Home > Literature, Reviews > Review of The Kite Runner by Khaled Hosseini

Review of The Kite Runner by Khaled Hosseini

I knew that this was a well-known, well-liked book before I started reading it, but I didn’t really know too much about it. It’s the story of Amir, who grows up in Afghanistan before the Taliban, before the Russian invasion, and his relationship with Hasan, a boy who is both friend and servant, belonging to a lower caste racial group. The book spans Amir’s childhood and adulthood and shows his flight from Afghanistan during the Soviet occupation his life in America and his return to his homeland to rescue Hasan’s son.

The story is partly autobiographical (or at least, the background is) and is often very moving. It stretches belief a little – especially where Amir escapes the Taliban with Hasan’s son – but generally maintains the suspension of disbelief. It also highlights a lot of Afghan culture and history and is full of italicised terms in the original language (Persian, I think).

The novel is at its best in the early stages, when Amir is a child living in Kabul with his wealthy, highly respected father. They live in a large house in a well-off area. In a hut in the back garden, live their servant and his son, Hasan. The crux of this part of the book is painful and realistic and sets up the plot and emotional struggles of the rest of the novel. The story loses a little momentum when Amir and his father move to the US, and their difficult relationship mellows. Then there is the far-fetched adventure to Taliban-ruled Afghanistan.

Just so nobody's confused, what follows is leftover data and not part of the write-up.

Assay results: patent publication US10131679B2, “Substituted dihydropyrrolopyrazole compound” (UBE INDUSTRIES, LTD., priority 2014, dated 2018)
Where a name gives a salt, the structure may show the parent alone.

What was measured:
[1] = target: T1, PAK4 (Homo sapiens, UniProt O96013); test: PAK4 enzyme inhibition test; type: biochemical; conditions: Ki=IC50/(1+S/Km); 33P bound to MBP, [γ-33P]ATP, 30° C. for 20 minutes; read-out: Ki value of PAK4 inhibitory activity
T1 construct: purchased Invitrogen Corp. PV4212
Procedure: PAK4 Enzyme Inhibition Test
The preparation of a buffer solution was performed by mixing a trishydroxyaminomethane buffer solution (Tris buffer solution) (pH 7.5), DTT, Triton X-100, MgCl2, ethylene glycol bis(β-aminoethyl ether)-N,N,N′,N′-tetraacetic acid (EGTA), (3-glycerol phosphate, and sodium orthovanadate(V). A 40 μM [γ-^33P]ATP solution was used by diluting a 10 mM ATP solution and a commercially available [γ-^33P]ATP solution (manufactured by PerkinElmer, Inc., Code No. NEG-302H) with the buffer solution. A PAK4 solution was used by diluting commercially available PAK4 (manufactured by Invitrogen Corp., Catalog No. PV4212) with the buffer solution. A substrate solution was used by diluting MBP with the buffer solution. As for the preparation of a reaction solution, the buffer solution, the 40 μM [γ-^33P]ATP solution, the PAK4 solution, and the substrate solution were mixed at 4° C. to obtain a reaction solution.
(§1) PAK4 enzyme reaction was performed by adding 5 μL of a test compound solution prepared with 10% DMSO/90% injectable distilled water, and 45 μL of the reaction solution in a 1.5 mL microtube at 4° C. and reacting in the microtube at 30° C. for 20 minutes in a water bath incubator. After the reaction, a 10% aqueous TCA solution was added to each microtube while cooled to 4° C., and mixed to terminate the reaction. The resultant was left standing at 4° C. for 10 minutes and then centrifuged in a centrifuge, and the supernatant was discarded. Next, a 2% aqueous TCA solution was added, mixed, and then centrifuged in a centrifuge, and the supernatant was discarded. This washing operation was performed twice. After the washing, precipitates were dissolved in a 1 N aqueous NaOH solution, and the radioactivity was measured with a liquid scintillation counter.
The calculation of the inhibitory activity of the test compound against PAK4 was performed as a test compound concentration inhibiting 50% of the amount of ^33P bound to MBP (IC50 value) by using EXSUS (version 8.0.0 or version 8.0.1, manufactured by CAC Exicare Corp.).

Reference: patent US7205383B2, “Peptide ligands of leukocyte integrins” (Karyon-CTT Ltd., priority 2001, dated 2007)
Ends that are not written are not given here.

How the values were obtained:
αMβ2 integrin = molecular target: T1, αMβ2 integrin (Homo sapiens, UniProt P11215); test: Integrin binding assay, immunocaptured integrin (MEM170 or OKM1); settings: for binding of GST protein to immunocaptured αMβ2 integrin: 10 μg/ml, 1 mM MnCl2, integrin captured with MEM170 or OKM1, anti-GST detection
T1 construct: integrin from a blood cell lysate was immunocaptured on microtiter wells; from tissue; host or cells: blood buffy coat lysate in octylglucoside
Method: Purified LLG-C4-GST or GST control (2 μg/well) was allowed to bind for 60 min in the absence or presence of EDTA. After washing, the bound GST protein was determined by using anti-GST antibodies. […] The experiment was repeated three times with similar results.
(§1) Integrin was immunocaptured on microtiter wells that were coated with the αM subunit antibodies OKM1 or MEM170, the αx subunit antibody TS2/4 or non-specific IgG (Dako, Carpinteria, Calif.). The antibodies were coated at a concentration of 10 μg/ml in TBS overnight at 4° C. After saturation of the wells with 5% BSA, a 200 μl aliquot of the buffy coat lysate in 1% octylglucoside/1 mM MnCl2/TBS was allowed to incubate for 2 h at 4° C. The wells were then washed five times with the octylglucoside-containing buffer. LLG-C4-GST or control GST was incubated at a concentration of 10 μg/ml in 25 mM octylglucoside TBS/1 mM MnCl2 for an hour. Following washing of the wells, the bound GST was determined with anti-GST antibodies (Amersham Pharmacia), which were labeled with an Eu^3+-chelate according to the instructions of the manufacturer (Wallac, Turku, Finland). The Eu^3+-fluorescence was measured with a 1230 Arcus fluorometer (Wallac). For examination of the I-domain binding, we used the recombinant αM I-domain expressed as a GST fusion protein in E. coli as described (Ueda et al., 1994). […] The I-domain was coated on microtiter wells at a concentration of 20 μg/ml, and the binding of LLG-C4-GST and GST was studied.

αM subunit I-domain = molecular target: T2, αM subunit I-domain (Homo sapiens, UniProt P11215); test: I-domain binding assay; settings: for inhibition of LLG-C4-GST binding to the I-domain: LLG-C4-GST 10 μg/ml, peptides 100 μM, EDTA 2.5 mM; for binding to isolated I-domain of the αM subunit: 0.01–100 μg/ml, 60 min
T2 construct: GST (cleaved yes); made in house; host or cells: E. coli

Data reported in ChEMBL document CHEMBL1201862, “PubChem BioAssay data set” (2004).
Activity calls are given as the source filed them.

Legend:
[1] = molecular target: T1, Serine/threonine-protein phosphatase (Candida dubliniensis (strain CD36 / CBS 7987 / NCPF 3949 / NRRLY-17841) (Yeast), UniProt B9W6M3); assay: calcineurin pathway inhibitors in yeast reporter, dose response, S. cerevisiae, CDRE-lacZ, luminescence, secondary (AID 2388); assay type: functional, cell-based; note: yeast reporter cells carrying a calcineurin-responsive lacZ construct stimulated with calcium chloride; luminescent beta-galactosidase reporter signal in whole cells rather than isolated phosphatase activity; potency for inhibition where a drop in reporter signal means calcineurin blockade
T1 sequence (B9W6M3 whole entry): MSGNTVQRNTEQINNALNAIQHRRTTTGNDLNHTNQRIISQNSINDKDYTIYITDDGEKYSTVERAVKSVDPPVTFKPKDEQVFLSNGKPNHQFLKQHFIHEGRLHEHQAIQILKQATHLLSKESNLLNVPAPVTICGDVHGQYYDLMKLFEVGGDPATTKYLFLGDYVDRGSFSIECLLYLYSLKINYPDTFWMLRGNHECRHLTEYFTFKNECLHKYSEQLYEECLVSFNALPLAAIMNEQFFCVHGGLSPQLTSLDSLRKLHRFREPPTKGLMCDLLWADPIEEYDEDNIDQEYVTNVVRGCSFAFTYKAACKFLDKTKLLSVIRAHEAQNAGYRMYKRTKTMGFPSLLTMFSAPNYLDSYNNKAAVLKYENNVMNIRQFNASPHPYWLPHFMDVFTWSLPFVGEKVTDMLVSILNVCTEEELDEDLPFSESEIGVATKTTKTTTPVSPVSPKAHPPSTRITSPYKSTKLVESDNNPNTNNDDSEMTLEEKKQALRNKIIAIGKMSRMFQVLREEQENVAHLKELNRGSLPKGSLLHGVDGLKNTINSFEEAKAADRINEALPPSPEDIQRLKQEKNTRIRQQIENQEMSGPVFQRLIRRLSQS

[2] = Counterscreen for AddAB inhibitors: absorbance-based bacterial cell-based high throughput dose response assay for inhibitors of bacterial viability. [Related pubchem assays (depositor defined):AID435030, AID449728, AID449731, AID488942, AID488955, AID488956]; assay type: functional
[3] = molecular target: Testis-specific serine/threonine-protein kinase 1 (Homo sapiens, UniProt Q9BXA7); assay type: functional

As a novel, it’s an easy read. It’s solid, journeyman-like mainstream American fiction. The writing is not bad, but nothing special. It’s a tear-jerker, and a mostly successful one, but one that I didn’t warm to greatly. The book moves from one heart-breaking episode to another in a way that isn’t quite manipulative, but is rather simplistic – it’s a bit of a one-trick pony. Another thing I didn’t like is that the narrator, Amir, is always hoping to be a writer and when he submits his first manuscript – it’s accepted. The suspension of disbelief broke for me there.

The Kite Runner is a decent book, but nothing special. I felt that anyone with an ounce of writing skill could have written it. But I didn’t mind reading it, either.

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Categories: Literature, Reviews
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